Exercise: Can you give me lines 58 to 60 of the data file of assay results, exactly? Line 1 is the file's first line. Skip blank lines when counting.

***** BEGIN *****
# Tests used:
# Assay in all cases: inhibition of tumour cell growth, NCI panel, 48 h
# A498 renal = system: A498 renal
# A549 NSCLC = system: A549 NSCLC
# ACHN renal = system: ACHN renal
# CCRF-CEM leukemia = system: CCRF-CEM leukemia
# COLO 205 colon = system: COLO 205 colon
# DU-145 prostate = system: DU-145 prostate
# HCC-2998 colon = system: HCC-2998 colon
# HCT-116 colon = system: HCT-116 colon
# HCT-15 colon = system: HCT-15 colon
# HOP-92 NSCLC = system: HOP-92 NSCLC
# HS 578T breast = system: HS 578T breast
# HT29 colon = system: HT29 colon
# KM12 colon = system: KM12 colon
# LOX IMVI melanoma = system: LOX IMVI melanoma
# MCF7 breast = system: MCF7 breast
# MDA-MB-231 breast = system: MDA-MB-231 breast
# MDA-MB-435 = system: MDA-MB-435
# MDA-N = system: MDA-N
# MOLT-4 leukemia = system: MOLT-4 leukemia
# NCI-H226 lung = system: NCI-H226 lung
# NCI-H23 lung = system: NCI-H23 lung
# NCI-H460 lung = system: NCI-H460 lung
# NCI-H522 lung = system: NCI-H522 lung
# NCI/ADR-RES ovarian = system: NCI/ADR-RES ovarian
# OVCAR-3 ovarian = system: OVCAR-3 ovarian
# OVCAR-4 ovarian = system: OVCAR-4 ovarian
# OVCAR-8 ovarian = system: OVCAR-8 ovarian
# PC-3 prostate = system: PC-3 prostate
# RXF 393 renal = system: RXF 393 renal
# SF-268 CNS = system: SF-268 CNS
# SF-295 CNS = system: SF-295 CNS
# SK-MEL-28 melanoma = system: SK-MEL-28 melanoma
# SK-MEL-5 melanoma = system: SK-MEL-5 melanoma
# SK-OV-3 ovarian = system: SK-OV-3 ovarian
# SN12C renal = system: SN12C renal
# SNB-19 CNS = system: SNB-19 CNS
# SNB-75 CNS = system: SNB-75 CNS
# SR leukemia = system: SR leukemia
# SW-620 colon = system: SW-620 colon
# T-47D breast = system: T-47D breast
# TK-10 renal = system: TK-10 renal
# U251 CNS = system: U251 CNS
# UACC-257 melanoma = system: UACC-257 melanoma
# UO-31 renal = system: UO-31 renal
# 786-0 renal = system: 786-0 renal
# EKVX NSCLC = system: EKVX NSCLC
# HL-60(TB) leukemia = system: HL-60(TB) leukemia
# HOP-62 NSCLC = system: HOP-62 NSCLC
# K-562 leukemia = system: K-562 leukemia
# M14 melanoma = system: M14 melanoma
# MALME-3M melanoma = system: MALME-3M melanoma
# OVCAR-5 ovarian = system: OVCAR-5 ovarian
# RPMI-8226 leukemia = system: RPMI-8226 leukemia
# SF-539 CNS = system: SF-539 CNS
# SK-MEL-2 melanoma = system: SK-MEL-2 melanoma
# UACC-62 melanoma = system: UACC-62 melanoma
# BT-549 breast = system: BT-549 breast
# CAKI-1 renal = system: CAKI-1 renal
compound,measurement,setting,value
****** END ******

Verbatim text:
# UACC-62 melanoma = system: UACC-62 melanoma
# BT-549 breast = system: BT-549 breast
# CAKI-1 renal = system: CAKI-1 renal